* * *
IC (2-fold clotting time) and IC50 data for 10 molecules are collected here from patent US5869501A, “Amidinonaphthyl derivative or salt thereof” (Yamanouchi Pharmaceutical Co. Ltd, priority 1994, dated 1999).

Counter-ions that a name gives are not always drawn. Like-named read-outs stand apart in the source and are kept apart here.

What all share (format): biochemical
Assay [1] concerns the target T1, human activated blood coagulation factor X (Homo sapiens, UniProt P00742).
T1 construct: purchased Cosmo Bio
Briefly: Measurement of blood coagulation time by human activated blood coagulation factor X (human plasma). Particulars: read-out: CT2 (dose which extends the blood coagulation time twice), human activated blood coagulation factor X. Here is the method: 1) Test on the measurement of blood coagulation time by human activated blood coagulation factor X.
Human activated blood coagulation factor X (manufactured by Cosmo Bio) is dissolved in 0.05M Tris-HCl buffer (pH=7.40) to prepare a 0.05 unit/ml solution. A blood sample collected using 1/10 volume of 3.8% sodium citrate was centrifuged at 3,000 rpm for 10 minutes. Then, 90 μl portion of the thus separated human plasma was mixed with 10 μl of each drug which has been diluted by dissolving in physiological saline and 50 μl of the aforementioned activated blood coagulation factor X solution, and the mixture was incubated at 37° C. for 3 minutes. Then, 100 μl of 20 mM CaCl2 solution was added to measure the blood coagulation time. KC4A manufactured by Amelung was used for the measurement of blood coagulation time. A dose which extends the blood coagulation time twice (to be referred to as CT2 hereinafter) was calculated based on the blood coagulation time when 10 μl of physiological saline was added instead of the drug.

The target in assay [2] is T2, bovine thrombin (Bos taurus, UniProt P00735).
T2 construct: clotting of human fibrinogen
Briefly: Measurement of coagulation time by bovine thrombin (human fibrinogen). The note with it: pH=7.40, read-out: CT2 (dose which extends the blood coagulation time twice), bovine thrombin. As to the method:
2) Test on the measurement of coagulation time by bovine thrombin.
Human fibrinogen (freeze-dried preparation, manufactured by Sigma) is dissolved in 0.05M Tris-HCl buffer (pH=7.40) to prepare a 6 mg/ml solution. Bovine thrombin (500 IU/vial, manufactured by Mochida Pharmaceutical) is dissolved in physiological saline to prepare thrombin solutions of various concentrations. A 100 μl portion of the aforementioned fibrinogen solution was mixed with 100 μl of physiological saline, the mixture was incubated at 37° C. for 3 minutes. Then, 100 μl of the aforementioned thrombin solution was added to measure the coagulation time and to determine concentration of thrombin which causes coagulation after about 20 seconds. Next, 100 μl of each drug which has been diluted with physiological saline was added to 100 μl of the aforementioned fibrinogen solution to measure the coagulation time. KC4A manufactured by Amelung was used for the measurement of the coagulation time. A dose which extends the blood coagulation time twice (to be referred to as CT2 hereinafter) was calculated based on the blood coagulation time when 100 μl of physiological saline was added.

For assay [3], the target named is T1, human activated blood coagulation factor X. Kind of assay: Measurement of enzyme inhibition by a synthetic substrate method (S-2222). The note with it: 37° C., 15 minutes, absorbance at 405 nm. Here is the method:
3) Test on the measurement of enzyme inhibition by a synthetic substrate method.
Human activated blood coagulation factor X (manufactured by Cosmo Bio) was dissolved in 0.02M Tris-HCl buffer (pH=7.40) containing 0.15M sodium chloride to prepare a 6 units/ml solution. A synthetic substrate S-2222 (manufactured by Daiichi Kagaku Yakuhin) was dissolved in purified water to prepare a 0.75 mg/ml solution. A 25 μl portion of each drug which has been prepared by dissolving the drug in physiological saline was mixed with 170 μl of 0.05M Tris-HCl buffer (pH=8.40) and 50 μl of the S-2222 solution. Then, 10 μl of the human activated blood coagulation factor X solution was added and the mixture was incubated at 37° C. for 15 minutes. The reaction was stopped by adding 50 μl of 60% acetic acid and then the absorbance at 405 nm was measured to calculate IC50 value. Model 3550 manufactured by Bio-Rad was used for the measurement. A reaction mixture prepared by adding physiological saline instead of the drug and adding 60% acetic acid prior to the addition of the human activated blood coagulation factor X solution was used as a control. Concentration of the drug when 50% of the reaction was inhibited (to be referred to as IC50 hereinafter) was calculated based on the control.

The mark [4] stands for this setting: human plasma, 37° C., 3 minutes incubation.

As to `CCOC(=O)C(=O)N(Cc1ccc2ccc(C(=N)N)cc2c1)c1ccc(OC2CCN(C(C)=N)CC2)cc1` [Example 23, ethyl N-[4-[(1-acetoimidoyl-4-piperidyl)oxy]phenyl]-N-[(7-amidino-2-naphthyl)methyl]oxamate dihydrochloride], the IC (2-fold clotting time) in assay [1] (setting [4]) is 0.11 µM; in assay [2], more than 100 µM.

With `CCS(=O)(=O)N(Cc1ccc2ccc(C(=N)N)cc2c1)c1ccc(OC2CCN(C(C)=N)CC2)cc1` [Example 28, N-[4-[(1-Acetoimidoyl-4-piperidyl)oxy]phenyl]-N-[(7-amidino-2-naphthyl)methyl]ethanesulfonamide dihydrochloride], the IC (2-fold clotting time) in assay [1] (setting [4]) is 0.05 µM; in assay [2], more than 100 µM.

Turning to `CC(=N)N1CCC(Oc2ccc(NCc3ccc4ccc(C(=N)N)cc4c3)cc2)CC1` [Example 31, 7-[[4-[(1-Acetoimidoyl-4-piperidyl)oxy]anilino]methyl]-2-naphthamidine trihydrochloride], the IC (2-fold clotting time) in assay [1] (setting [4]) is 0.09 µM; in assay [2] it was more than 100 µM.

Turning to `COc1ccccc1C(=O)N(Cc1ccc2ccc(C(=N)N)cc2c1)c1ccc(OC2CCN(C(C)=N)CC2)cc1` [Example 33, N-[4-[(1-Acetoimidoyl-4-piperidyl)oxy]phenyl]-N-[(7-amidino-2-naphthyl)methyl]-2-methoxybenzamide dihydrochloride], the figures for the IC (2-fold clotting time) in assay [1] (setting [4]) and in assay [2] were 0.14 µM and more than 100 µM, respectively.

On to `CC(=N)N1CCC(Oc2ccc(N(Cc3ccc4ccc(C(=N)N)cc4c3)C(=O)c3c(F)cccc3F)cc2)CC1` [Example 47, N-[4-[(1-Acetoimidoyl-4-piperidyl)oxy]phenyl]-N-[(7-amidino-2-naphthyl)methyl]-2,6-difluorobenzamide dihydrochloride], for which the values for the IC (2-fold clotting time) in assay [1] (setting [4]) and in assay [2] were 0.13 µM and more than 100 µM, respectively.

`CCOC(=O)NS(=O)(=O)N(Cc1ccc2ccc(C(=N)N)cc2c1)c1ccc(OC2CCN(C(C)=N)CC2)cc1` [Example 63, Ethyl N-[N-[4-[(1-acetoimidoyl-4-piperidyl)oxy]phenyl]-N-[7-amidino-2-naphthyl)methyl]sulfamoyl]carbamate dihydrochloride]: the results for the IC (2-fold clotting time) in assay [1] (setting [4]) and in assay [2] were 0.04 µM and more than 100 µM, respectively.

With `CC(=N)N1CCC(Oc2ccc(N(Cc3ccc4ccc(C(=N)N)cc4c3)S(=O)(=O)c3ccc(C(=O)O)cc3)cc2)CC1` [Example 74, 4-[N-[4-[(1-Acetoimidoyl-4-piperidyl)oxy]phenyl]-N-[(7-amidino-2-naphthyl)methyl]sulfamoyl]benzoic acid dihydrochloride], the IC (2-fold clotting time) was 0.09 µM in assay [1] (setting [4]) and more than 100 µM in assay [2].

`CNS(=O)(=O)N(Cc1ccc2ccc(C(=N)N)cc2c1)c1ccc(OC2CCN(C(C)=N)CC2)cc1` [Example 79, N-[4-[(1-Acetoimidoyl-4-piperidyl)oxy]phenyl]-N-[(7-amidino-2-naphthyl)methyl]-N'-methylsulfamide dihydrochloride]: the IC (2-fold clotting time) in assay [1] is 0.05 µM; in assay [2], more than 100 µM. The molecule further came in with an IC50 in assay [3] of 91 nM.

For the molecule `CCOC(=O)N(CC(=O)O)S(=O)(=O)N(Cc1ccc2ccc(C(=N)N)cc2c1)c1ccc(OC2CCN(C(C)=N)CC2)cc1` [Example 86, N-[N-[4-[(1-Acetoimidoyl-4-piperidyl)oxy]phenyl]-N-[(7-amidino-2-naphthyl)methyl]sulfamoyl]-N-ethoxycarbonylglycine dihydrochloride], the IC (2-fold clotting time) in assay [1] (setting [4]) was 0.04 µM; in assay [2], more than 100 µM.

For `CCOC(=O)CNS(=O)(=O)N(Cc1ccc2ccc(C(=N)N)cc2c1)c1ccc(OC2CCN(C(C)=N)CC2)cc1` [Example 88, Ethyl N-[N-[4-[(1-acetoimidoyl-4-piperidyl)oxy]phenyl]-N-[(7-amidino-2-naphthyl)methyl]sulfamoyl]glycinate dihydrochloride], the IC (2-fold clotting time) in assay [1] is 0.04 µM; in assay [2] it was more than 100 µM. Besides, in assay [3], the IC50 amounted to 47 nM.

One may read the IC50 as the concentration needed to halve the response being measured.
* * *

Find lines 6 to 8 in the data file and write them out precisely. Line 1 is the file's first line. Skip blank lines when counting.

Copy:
Briefly: Measurement of blood coagulation time by human activated blood coagulation factor X (human plasma). Particulars: read-out: CT2 (dose which extends the blood coagulation time twice), human activated blood coagulation factor X. Here is the method: 1) Test on the measurement of blood coagulation time by human activated blood coagulation factor X.
Human activated blood coagulation factor X (manufactured by Cosmo Bio) is dissolved in 0.05M Tris-HCl buffer (pH=7.40) to prepare a 0.05 unit/ml solution. A blood sample collected using 1/10 volume of 3.8% sodium citrate was centrifuged at 3,000 rpm for 10 minutes. Then, 90 μl portion of the thus separated human plasma was mixed with 10 μl of each drug which has been diluted by dissolving in physiological saline and 50 μl of the aforementioned activated blood coagulation factor X solution, and the mixture was incubated at 37° C. for 3 minutes. Then, 100 μl of 20 mM CaCl2 solution was added to measure the blood coagulation time. KC4A manufactured by Amelung was used for the measurement of blood coagulation time. A dose which extends the blood coagulation time twice (to be referred to as CT2 hereinafter) was calculated based on the blood coagulation time when 10 μl of physiological saline was added instead of the drug.

The target in assay [2] is T2, bovine thrombin (Bos taurus, UniProt P00735).